For City Dwellers, a Taste of the Orderly Life
Desember 11, 2010 Tinggalkan komentar
Anthony Halim chose a Greco-Roman-inspired style for his new home in Singapore of Surabaya, in Surabaya, Indonesia.
Published: November 28, 2010
SURABAYA, Indonesia — Replicas of Singapore’s iconic monuments, like the Merlion and the Fountain of Wealth, stand beguilingly at key entrance points to the 5,000-acre city within a city. Roads meander around well-planned parks, along tree-lined boulevards, and through residential areas with familiar names like Raffles and Newton. Cars move in orderly fashion through streets that are wide, smooth and protected by guards ready to pounce on traffic violators and litterers alike.
The New York Times
Surabaya, on Java, is Indonesia’s second-largest city.
“If the security guards see you throwing trash in the street, they’ll actually tell you to pick it up,” said Julius Sugiarto, 20, who moved here three years ago.
He added, somewhat unnecessarily, “I never litter.”
Neither do many other people at Singapore of Surabaya, a name chosen not only as a developer’s clever — and successful — marketing technique, but also as a response to the deepening problems of urbanization in Indonesia, where every day the booming economy sends thousands of rural newcomers to places like Surabaya, the country’s second largest city, and to smaller urban areas across the Indonesian archipelago.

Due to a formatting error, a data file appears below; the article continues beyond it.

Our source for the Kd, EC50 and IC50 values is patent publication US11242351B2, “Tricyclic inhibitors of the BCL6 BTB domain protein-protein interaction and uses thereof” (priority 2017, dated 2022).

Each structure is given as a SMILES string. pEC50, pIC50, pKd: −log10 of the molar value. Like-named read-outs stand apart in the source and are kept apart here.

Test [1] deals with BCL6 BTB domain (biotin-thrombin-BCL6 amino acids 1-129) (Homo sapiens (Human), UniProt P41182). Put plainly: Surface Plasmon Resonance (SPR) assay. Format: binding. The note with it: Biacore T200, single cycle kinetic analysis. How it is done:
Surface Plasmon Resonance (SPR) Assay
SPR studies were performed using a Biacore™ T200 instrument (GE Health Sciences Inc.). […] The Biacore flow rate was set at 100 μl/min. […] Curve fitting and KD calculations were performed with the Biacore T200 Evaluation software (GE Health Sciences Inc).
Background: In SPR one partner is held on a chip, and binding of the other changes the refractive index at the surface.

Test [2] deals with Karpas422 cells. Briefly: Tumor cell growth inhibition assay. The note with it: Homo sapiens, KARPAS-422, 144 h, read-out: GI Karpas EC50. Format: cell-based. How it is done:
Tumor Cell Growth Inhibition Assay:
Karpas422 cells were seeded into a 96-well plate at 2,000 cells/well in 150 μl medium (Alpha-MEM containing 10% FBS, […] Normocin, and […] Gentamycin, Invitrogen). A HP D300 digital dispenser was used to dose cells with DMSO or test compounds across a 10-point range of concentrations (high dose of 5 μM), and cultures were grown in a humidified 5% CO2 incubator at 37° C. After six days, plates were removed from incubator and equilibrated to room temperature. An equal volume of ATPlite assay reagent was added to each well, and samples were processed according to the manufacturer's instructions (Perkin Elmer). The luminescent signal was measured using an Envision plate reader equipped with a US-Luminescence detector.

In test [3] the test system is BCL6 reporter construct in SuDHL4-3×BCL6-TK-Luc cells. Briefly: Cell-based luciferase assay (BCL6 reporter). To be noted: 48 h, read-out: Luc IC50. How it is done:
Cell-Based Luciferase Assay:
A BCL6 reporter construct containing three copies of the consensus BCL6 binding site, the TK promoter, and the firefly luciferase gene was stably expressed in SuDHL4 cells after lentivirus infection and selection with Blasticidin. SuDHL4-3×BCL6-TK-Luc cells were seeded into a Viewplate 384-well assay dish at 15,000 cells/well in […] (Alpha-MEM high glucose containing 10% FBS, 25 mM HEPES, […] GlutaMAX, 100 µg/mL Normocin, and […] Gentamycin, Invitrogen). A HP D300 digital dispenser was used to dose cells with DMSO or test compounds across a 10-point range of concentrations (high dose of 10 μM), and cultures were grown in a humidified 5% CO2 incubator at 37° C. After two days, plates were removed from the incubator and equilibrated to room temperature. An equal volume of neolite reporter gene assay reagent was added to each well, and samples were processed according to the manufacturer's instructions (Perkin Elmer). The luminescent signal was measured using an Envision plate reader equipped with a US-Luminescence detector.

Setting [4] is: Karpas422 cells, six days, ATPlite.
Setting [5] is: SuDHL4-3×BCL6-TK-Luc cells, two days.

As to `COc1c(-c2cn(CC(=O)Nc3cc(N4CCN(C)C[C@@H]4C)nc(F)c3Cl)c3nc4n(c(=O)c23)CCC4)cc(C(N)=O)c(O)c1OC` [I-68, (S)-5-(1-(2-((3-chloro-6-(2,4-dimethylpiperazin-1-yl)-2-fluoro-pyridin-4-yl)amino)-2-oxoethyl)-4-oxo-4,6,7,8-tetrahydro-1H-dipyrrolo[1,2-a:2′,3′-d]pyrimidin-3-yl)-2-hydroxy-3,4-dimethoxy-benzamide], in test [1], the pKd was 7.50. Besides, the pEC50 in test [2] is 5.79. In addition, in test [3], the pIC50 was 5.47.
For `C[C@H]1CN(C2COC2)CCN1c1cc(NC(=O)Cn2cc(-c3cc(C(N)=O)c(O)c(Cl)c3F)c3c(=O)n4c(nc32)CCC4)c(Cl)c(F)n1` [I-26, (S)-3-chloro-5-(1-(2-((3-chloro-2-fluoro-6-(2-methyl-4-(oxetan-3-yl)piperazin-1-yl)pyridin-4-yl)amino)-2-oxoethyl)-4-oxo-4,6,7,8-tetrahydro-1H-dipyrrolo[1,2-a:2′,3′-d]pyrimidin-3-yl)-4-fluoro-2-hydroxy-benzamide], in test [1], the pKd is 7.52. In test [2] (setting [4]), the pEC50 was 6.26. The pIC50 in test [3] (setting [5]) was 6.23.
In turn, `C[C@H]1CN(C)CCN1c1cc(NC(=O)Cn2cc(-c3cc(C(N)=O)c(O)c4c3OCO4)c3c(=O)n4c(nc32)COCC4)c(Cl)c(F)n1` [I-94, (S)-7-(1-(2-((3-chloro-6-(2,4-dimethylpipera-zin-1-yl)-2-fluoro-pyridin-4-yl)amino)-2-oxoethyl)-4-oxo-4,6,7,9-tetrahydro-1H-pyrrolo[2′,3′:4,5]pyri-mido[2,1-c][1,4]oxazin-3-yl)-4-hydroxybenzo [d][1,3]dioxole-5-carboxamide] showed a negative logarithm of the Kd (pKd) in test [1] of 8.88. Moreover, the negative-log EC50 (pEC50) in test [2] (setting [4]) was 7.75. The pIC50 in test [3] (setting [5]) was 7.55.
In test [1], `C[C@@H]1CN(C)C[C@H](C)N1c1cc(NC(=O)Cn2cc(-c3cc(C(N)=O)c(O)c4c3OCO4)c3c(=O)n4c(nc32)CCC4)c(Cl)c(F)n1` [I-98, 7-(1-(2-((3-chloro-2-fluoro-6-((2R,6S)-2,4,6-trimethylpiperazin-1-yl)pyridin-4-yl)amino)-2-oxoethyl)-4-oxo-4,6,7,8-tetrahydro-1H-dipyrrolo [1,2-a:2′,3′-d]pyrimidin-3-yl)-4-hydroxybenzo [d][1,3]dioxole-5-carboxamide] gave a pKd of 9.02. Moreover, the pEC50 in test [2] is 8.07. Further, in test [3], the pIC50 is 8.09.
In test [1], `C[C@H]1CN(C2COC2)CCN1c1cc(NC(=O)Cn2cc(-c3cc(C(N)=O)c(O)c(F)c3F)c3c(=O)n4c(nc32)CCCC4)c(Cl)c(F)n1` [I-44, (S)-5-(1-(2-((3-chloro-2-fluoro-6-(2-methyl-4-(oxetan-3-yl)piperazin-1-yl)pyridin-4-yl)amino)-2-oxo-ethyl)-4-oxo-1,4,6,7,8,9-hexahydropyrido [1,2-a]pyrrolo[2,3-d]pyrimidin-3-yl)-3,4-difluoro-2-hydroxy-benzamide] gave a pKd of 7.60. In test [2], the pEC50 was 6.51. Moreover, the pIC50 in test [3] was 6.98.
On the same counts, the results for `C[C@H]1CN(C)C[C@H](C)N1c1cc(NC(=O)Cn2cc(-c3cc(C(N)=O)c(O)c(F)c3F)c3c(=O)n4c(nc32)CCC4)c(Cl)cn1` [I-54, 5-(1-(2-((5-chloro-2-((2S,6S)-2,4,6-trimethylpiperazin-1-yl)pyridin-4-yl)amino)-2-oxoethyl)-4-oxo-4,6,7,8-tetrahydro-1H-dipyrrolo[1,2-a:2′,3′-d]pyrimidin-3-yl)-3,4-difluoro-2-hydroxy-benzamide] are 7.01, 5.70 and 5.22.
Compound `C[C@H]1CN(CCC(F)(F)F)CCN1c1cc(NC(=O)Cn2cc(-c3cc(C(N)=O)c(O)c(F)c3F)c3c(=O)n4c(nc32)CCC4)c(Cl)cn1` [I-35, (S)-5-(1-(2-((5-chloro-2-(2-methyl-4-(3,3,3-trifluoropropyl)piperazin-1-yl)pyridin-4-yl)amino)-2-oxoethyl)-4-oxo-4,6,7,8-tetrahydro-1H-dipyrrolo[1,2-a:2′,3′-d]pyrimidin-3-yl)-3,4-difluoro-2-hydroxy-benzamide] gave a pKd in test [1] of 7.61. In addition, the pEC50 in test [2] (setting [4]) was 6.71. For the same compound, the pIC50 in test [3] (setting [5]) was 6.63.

Products of little planning, Indonesia’s cities are heaving under all manner of urban ills: overdevelopment, floods, brownouts and epic traffic jams magnified by the virtual absence of public transportation. Experts point to Indonesia’s creaking infrastructure — a result of years of mismanagement and corruption — as a major obstacle to further development of a country otherwise endowed with natural resources and the world’s fourth largest population.
Indonesia’s capital, Jakarta, loses at least $1.43 billion a year to traffic jams, according to a government study. Growing sales of cars and motorcycles, experts predict, risk creating total gridlock in Jakarta by 2012.
Indonesia reached a milestone in 2008 when, for the first time, more people lived in its cities than its rural areas, even as the quality of urban life continued to deteriorate, according to the Indonesian Association of Planners. In a survey last year of 2,000 people in Indonesia’s 12 biggest cities, the association found that 46 percent were dissatisfied with the quality of life.